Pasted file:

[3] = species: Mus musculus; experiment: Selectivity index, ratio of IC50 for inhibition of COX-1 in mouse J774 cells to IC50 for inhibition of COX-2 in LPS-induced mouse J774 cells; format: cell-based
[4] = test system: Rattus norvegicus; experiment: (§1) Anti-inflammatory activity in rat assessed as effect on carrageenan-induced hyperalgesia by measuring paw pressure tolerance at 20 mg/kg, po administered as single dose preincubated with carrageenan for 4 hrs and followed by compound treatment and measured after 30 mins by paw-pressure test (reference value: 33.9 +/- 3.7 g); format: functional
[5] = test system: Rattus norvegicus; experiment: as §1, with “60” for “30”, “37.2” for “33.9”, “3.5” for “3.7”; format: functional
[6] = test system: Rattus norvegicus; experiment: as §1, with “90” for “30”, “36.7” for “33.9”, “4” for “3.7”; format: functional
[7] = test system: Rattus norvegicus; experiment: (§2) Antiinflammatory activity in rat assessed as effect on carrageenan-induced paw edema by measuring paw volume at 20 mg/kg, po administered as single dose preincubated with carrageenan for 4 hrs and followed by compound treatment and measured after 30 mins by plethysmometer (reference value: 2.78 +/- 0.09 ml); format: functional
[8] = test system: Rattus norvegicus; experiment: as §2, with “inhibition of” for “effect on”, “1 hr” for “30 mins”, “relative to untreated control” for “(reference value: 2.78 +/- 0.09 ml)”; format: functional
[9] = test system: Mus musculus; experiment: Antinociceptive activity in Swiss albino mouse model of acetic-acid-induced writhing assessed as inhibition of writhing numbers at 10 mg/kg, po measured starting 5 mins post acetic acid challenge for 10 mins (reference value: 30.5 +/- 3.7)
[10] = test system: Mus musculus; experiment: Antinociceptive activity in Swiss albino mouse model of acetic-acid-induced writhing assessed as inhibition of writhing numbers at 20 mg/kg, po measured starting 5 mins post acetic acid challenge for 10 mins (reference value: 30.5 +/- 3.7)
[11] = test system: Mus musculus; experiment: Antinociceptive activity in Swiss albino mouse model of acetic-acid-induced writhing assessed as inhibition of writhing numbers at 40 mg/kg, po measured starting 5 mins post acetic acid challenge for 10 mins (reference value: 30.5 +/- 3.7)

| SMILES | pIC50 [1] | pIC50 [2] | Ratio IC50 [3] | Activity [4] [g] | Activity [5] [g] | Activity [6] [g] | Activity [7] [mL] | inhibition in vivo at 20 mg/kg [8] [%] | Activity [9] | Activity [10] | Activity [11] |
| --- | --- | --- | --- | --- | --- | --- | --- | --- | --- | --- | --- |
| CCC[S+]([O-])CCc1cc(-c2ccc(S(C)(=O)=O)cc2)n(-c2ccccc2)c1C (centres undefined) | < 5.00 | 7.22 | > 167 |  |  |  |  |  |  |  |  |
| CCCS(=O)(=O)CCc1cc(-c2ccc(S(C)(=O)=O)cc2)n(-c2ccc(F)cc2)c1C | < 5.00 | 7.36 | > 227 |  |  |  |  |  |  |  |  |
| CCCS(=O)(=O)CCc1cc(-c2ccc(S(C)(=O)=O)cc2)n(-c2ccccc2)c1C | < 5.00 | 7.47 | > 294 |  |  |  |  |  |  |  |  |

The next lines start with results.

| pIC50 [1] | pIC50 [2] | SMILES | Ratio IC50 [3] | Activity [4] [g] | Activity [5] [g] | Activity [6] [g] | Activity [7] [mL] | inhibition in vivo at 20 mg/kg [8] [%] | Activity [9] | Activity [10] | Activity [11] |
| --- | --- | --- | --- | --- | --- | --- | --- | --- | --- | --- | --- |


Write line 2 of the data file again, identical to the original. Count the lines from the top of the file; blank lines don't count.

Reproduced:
[4] = test system: Rattus norvegicus; experiment: (§1) Anti-inflammatory activity in rat assessed as effect on carrageenan-induced hyperalgesia by measuring paw pressure tolerance at 20 mg/kg, po administered as single dose preincubated with carrageenan for 4 hrs and followed by compound treatment and measured after 30 mins by paw-pressure test (reference value: 33.9 +/- 3.7 g); format: functional